There are many ways to change the results of an election. You could start a campaign, volunteer at polls, even put signs in your yard. People have one vote each, no more, no less, and a citizen not being able to apply their vote, their opinion, to an election is not okay. Everyone’s opinion should count. Sadly, many people have found ways to manipulate the results of an election, so that it turns out the way they want no matter what the public thinks. This is called gerrymandering, and even though it’s a highly debated issue, people still do it.
Gerrymandering is when a political district map is redrawn, or reorganized to help a certain party in the election. In the past, maps have been redrawn to support white candidates and not represent ethnic minorities.
There are two ways to gerrymander. One way people manipulate the election is by doing what’s called cracking. Cracking is when you redraw the map so that the opposing party’s votes are spread out on the map, so each district has less of the opposing party’s votes then the one they are rooting for. This makes their votes less powerful, even if they had more votes altogether. Another gerrymandering tactic is called packing. Packing is redrawing the map so that the opponents supporters are put in less areas. That way, the other party can have control of more areas. A map that has been packed will have long, twisting boundaries.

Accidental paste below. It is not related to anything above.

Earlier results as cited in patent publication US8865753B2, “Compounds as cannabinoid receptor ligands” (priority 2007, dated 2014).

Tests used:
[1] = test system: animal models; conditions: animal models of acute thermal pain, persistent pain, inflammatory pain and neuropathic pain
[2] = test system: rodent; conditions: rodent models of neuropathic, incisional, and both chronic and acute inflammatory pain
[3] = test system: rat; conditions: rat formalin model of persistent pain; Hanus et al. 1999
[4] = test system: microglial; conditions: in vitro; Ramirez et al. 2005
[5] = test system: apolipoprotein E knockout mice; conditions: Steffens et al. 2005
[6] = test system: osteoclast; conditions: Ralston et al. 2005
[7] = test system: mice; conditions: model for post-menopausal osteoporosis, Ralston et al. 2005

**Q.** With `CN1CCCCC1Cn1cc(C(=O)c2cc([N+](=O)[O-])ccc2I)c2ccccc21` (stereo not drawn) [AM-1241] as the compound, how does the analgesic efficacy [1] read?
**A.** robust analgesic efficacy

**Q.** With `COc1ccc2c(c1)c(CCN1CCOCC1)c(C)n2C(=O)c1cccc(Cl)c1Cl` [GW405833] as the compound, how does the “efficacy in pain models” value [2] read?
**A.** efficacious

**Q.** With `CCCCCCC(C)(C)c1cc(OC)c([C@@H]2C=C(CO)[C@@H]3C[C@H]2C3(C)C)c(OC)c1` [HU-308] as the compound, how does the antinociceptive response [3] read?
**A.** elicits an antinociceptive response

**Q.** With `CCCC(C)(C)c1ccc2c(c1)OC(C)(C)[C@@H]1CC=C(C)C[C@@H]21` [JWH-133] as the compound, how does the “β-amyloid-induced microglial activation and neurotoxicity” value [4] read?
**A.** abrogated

People gerrymander so that they can win in the coming election. Gerrymandering is mostly done by courts or legislatures that are in office to keep political dominance in their party. It isn’t exactly illegal, but that doesn’t mean it’s fair.
One example of gerrymandering was in 1996. Texas used advanced software and data to redraw the district map based on race. Because Hispanic and African-American districts were created by race, it put them at a disadvantage. Luckily, the Supreme Court said it was a case of racial gerrymandering.
In conclusion, gerrymandering is, in my opinion, bad and is unfortunately, still happening. What do you think?